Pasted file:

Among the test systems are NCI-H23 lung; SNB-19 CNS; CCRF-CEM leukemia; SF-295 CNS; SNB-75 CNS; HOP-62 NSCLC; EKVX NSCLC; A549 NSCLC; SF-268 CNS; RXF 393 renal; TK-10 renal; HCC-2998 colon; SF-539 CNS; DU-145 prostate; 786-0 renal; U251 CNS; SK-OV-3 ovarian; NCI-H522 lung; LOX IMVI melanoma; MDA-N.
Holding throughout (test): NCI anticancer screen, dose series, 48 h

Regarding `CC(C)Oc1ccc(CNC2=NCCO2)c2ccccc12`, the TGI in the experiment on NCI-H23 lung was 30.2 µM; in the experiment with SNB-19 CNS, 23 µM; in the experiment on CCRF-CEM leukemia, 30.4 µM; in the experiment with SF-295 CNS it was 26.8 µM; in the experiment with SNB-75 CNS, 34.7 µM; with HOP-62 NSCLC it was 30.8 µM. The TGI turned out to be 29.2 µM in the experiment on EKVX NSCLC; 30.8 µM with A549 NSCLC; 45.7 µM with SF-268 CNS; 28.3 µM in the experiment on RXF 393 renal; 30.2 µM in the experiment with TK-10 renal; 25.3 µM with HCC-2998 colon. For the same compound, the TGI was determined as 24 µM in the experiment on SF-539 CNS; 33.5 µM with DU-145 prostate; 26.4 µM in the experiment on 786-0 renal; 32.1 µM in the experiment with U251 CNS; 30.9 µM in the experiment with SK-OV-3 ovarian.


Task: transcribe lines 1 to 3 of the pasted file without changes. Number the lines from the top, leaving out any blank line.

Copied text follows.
Among the test systems are NCI-H23 lung; SNB-19 CNS; CCRF-CEM leukemia; SF-295 CNS; SNB-75 CNS; HOP-62 NSCLC; EKVX NSCLC; A549 NSCLC; SF-268 CNS; RXF 393 renal; TK-10 renal; HCC-2998 colon; SF-539 CNS; DU-145 prostate; 786-0 renal; U251 CNS; SK-OV-3 ovarian; NCI-H522 lung; LOX IMVI melanoma; MDA-N.
Holding throughout (test): NCI anticancer screen, dose series, 48 h

Regarding `CC(C)Oc1ccc(CNC2=NCCO2)c2ccccc12`, the TGI in the experiment on NCI-H23 lung was 30.2 µM; in the experiment with SNB-19 CNS, 23 µM; in the experiment on CCRF-CEM leukemia, 30.4 µM; in the experiment with SF-295 CNS it was 26.8 µM; in the experiment with SNB-75 CNS, 34.7 µM; with HOP-62 NSCLC it was 30.8 µM. The TGI turned out to be 29.2 µM in the experiment on EKVX NSCLC; 30.8 µM with A549 NSCLC; 45.7 µM with SF-268 CNS; 28.3 µM in the experiment on RXF 393 renal; 30.2 µM in the experiment with TK-10 renal; 25.3 µM with HCC-2998 colon. For the same compound, the TGI was determined as 24 µM in the experiment on SF-539 CNS; 33.5 µM with DU-145 prostate; 26.4 µM in the experiment on 786-0 renal; 32.1 µM in the experiment with U251 CNS; 30.9 µM in the experiment with SK-OV-3 ovarian.